Background/aim: Enteral feedings are part of the daily mealtime experience for many caregivers of children with cerebral palsy. The scope of occupational therapy practice incorporates multiple aspects of the enteral feeding process. Yet, the research in this area is very limited. The purpose of this study was to provide practitioners with better understanding of the impact enteral feedings of children with cerebral palsy have on family mealtime routines.
Methods: Using a complimentary mixed method approach, data were obtained through an online survey containing the Satisfaction Questionnaire with Gastrostomy Feeding (SAGA-8) and supplementary questions, and qualitative semi-structured phone interviews. Participants were caregivers of children with cerebral palsy who receive their primary nutrition through a gastrostomy tube.
Results: This study's cohort consisted of n = 36, SAGA-8, and n = 6 in-depth interviews. The mean age of children of was 9.4 (6.94 SD) with a mean age of 3.4 (5.35 SD) when enteral feeding was introduced. While families' overall situations positively changed after the gastronomy tube placement, environmental barriers and length of feeding time continued to present a challenge to mealtime routines. The mixed methods data analysis revealed that successful adjustment to having a child with a gastronomy tube and problem solving are closely linked and a consistent part of mealtime experience.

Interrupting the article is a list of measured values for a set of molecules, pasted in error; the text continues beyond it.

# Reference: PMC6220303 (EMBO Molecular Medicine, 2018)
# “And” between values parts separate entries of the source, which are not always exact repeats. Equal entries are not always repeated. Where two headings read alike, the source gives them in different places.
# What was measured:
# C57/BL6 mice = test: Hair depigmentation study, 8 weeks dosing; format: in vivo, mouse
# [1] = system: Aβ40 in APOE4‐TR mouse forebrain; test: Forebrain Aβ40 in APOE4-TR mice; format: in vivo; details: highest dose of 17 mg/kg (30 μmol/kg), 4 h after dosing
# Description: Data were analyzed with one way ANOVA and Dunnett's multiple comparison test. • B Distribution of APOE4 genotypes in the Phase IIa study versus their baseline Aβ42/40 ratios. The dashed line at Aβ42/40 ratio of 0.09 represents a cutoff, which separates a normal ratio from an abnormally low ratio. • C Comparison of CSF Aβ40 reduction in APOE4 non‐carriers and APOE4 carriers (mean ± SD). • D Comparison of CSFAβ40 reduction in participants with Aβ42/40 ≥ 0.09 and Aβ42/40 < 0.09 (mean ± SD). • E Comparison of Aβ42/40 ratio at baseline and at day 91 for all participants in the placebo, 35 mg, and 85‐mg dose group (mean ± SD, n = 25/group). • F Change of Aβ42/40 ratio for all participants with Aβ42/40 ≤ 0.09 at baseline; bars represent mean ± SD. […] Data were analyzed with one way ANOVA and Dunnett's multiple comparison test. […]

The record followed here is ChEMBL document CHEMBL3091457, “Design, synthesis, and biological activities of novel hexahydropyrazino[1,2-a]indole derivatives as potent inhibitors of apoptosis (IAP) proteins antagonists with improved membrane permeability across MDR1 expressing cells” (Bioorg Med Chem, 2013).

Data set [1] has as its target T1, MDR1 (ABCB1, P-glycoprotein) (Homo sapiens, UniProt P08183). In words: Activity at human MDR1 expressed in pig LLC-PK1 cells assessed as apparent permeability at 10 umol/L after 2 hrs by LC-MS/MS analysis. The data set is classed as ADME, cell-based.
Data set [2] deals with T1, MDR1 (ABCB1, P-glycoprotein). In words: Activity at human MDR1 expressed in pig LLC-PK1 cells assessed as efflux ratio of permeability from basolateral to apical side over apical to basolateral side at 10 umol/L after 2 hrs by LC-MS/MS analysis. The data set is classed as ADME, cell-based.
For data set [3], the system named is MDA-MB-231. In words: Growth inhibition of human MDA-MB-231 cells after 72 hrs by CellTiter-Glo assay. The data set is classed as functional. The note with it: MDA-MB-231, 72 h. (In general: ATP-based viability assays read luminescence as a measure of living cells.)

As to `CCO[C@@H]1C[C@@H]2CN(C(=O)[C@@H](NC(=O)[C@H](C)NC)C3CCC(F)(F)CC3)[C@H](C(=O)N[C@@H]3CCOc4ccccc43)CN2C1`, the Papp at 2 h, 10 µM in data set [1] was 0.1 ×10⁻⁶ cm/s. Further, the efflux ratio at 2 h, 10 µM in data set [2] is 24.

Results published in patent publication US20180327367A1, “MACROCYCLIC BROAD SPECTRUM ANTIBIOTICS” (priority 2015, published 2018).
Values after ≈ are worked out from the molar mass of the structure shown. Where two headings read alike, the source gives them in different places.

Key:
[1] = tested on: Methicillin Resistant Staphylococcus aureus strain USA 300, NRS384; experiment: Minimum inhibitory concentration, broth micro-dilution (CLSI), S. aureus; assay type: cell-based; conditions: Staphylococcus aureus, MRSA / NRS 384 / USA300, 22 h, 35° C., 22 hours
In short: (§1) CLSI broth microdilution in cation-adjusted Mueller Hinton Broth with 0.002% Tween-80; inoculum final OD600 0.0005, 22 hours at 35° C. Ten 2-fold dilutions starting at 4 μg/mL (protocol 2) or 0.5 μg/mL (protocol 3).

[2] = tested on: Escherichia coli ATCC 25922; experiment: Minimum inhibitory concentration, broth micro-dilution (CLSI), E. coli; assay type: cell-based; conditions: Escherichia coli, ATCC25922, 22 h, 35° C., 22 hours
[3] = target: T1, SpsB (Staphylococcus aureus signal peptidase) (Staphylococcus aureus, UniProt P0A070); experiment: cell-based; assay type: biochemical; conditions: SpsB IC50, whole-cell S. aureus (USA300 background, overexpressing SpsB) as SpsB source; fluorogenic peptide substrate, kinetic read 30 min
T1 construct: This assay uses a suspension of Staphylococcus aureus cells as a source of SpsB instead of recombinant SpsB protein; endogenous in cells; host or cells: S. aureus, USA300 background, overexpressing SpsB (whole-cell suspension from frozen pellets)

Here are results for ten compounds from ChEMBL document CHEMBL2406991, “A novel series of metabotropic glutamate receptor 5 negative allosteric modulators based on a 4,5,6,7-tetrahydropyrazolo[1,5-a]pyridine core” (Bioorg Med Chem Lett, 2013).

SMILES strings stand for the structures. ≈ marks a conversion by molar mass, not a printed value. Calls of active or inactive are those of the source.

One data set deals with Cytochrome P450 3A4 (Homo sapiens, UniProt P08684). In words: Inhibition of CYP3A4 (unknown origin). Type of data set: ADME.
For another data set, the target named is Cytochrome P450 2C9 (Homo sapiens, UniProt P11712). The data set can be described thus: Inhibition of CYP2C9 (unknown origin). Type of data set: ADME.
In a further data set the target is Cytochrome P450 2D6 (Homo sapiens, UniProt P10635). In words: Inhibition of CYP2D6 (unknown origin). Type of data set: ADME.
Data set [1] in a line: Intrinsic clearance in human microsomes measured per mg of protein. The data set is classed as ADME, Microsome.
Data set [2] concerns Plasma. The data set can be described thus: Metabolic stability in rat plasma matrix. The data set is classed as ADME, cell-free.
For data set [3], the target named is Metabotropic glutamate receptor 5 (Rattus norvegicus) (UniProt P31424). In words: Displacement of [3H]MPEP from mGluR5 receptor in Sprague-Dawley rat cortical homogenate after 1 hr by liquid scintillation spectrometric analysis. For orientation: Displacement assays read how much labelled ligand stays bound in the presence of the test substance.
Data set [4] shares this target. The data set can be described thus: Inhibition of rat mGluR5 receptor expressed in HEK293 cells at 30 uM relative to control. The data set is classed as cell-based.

Conclusion: Findings highlighted the necessity of comprehensive support from health professionals in achieving positive mealtime experience. Themes in this study indicated that caregivers would benefit from a professional with knowledge in the development and integration of rituals and routines to support positive outcomes.